Miosis and muscle fasciculation are valuable objective manifestations, and are found in about 50% of the patients. Muscle fasciculation occur in moderate or severe poisoning, particularly in the early stage, and disappear in later stages either because of improvement, with the disappearance of neuromuscular stimulation, or because of the advance of poisoning, with depolarizing neuromuscular block. Miosis occurs in patients with poisoning of any severity, generally lasts throughout the course of the illness, and is a good indicator of the effectiveness of treatment. However, miosis and muscle fasciculations may not be present even in severe poisoning. The most important manifestation and the usual cause of death is respiratory difficulty caused by weakness of the respiratory muscles, paralysis of the respiratory centre, bronchospasm, and increased bronchial secretion. Cardiac manifestations-including atrial fibrillation, conduction block, and ventricular fibrillation and flutter -may occur, but usually in the terminal stage. Recently there have been more reports of cardiac manifestations in poisoning by organophophorus compounds because of prolonged courses resulting from improved respiratory care ( Namba et al., 1970; Barckow et al., 1969; Harris et al., 1969; Heitmann & Felgenhauer, 1969; Singh et al., 1969). Tachycardia and increased blood pressure occur in the initial stage and bradycardia and decreased blood pressure in the later stages.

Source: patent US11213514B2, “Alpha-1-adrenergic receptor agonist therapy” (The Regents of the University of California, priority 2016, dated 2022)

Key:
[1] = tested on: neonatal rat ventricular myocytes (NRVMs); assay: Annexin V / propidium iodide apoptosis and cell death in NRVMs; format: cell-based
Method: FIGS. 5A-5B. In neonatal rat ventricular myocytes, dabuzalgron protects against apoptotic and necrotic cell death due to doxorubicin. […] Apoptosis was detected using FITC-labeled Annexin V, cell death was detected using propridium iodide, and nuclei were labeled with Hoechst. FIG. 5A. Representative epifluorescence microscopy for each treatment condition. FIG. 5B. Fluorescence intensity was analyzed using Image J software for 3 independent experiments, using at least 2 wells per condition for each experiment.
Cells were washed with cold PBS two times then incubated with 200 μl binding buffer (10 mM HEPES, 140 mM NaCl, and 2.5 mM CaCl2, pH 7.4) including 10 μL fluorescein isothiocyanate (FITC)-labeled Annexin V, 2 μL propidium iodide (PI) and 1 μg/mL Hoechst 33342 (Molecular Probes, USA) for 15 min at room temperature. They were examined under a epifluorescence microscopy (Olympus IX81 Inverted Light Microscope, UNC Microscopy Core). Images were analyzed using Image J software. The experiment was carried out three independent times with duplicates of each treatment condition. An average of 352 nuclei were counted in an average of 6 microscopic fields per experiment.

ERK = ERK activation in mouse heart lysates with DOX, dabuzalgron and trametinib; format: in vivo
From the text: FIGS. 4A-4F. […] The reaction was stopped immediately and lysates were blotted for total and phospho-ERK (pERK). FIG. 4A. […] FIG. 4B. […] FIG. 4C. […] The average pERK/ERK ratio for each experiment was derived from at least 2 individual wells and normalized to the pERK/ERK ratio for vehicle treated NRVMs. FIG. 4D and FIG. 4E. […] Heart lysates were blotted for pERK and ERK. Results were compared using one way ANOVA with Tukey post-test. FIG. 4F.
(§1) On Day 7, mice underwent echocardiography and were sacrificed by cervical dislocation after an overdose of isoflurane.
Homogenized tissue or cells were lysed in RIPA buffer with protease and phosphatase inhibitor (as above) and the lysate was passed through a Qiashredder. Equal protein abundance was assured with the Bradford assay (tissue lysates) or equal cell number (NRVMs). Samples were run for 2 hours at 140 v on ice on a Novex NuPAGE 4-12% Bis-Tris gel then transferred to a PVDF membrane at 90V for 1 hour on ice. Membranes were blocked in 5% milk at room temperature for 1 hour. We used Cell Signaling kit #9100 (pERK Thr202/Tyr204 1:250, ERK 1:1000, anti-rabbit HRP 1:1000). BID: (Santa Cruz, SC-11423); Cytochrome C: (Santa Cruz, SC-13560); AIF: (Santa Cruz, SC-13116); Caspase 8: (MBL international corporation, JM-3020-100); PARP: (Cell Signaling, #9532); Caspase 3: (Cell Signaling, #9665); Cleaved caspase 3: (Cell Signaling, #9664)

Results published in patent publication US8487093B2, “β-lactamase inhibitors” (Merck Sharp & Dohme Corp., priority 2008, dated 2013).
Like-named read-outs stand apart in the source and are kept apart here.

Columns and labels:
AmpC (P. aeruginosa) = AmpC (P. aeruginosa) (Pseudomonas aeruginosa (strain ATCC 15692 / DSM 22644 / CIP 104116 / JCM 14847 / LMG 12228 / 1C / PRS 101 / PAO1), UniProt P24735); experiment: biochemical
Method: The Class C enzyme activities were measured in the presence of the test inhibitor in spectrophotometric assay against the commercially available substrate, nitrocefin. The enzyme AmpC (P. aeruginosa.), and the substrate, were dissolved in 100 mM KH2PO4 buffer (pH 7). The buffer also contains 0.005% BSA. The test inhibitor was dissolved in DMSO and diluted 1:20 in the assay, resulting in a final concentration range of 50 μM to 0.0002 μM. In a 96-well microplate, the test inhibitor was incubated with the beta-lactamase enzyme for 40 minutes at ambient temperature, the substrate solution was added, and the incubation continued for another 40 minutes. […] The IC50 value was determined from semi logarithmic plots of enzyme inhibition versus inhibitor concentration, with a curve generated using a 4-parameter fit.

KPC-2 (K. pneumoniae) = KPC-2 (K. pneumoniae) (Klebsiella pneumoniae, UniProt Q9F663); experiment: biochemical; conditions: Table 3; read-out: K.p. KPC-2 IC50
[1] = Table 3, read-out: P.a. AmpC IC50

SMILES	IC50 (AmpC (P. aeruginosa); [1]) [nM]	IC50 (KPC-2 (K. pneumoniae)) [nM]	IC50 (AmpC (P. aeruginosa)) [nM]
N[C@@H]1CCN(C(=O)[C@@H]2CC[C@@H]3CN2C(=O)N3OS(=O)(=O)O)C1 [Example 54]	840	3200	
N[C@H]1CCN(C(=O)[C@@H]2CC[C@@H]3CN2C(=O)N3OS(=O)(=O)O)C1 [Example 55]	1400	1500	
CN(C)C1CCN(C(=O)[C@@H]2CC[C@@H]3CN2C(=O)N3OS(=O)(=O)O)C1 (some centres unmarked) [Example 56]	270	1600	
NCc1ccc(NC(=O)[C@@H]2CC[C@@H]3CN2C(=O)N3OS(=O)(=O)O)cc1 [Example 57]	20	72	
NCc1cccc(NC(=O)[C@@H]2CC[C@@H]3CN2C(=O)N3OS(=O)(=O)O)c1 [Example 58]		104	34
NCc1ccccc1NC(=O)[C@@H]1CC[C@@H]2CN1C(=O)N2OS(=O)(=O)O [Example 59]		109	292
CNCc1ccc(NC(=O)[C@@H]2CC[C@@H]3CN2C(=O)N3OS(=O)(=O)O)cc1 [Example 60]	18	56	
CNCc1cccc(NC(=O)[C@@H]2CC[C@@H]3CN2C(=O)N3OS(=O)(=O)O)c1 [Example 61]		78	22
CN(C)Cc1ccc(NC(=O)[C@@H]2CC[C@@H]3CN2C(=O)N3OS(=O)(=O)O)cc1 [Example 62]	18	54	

Patients with moderate or severe poisoning may have a low-grade fever, not related to infection, for about 1 week. Hyperglycaemia and glycosuria are often present in severe poisoning. Judging from the relatively mild hyperglycaemia accompanied by glycosuria, a lowered renal threshold for glucose excretion is also present. The absence of acetone bodies differentiates the condition from diabetic coma, except for coma in diabetes resulting from hyperosmolarity. Urobilinogen is present in the urine of about 50% of the patients on the first day. In moderate or severe poisoning there is leucocytosis, with a white-cell count of up to 20 000 per mm3 and with an increased number of neutrophils and a decrease in the proportion of lymphocytes and monocytes. In cases of severe poisoning, eosinophils are usually not found on the first day, unless there has been per-existing eosinophilic leucocytosis (usually resulting from parasitic or allergic conditions).